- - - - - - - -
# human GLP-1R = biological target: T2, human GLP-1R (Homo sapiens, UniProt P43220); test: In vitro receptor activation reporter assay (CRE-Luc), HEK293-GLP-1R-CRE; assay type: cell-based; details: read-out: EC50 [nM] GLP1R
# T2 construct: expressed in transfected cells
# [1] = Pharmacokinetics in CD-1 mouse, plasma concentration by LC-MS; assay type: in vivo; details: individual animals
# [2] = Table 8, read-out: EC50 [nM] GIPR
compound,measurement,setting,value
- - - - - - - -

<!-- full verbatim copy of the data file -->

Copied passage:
# human GLP-1R = biological target: T2, human GLP-1R (Homo sapiens, UniProt P43220); test: In vitro receptor activation reporter assay (CRE-Luc), HEK293-GLP-1R-CRE; assay type: cell-based; details: read-out: EC50 [nM] GLP1R
# T2 construct: expressed in transfected cells
# [1] = Pharmacokinetics in CD-1 mouse, plasma concentration by LC-MS; assay type: in vivo; details: individual animals
# [2] = Table 8, read-out: EC50 [nM] GIPR
compound,measurement,setting,value